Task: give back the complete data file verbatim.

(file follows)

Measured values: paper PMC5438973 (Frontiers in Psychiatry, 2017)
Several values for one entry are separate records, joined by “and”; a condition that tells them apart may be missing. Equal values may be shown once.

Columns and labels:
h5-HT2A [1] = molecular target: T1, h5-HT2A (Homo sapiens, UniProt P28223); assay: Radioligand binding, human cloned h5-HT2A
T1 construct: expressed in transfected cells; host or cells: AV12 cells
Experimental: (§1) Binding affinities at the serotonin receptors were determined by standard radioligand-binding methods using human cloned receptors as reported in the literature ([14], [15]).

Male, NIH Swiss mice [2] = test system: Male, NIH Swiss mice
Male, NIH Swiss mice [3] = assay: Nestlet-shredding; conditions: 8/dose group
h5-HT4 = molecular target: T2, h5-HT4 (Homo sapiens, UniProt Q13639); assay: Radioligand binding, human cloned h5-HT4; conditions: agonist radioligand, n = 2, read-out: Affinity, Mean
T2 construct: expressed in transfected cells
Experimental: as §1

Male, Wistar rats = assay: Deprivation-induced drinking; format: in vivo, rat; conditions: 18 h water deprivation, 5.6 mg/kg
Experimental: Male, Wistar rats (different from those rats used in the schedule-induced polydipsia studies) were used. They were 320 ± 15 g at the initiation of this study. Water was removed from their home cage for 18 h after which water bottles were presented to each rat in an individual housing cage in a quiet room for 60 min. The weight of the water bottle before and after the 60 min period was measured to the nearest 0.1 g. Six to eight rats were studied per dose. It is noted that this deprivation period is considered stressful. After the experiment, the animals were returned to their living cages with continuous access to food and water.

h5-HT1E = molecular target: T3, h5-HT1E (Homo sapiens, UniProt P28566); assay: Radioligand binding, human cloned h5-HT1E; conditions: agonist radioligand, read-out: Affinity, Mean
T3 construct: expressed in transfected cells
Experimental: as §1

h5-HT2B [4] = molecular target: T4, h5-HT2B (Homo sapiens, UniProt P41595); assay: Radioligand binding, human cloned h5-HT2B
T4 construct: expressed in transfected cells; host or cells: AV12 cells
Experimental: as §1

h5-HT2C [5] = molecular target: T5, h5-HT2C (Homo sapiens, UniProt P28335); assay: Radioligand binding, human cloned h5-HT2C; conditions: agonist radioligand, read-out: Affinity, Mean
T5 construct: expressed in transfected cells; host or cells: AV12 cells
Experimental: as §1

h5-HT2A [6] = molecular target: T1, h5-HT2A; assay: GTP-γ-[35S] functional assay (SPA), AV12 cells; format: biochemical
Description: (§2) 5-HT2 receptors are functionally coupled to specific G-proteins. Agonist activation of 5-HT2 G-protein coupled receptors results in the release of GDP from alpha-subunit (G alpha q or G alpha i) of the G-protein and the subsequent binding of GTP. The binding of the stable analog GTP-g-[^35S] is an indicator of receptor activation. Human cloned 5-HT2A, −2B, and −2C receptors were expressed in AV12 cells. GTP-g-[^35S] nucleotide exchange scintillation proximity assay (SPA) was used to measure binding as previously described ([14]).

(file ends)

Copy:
Measured values: paper PMC5438973 (Frontiers in Psychiatry, 2017)
Several values for one entry are separate records, joined by “and”; a condition that tells them apart may be missing. Equal values may be shown once.

Columns and labels:
h5-HT2A [1] = molecular target: T1, h5-HT2A (Homo sapiens, UniProt P28223); assay: Radioligand binding, human cloned h5-HT2A
T1 construct: expressed in transfected cells; host or cells: AV12 cells
Experimental: (§1) Binding affinities at the serotonin receptors were determined by standard radioligand-binding methods using human cloned receptors as reported in the literature ([14], [15]).

Male, NIH Swiss mice [2] = test system: Male, NIH Swiss mice
Male, NIH Swiss mice [3] = assay: Nestlet-shredding; conditions: 8/dose group
h5-HT4 = molecular target: T2, h5-HT4 (Homo sapiens, UniProt Q13639); assay: Radioligand binding, human cloned h5-HT4; conditions: agonist radioligand, n = 2, read-out: Affinity, Mean
T2 construct: expressed in transfected cells
Experimental: as §1

Male, Wistar rats = assay: Deprivation-induced drinking; format: in vivo, rat; conditions: 18 h water deprivation, 5.6 mg/kg
Experimental: Male, Wistar rats (different from those rats used in the schedule-induced polydipsia studies) were used. They were 320 ± 15 g at the initiation of this study. Water was removed from their home cage for 18 h after which water bottles were presented to each rat in an individual housing cage in a quiet room for 60 min. The weight of the water bottle before and after the 60 min period was measured to the nearest 0.1 g. Six to eight rats were studied per dose. It is noted that this deprivation period is considered stressful. After the experiment, the animals were returned to their living cages with continuous access to food and water.

h5-HT1E = molecular target: T3, h5-HT1E (Homo sapiens, UniProt P28566); assay: Radioligand binding, human cloned h5-HT1E; conditions: agonist radioligand, read-out: Affinity, Mean
T3 construct: expressed in transfected cells
Experimental: as §1

h5-HT2B [4] = molecular target: T4, h5-HT2B (Homo sapiens, UniProt P41595); assay: Radioligand binding, human cloned h5-HT2B
T4 construct: expressed in transfected cells; host or cells: AV12 cells
Experimental: as §1

h5-HT2C [5] = molecular target: T5, h5-HT2C (Homo sapiens, UniProt P28335); assay: Radioligand binding, human cloned h5-HT2C; conditions: agonist radioligand, read-out: Affinity, Mean
T5 construct: expressed in transfected cells; host or cells: AV12 cells
Experimental: as §1

h5-HT2A [6] = molecular target: T1, h5-HT2A; assay: GTP-γ-[35S] functional assay (SPA), AV12 cells; format: biochemical
Description: (§2) 5-HT2 receptors are functionally coupled to specific G-proteins. Agonist activation of 5-HT2 G-protein coupled receptors results in the release of GDP from alpha-subunit (G alpha q or G alpha i) of the G-protein and the subsequent binding of GTP. The binding of the stable analog GTP-g-[^35S] is an indicator of receptor activation. Human cloned 5-HT2A, −2B, and −2C receptors were expressed in AV12 cells. GTP-g-[^35S] nucleotide exchange scintillation proximity assay (SPA) was used to measure binding as previously described ([14]).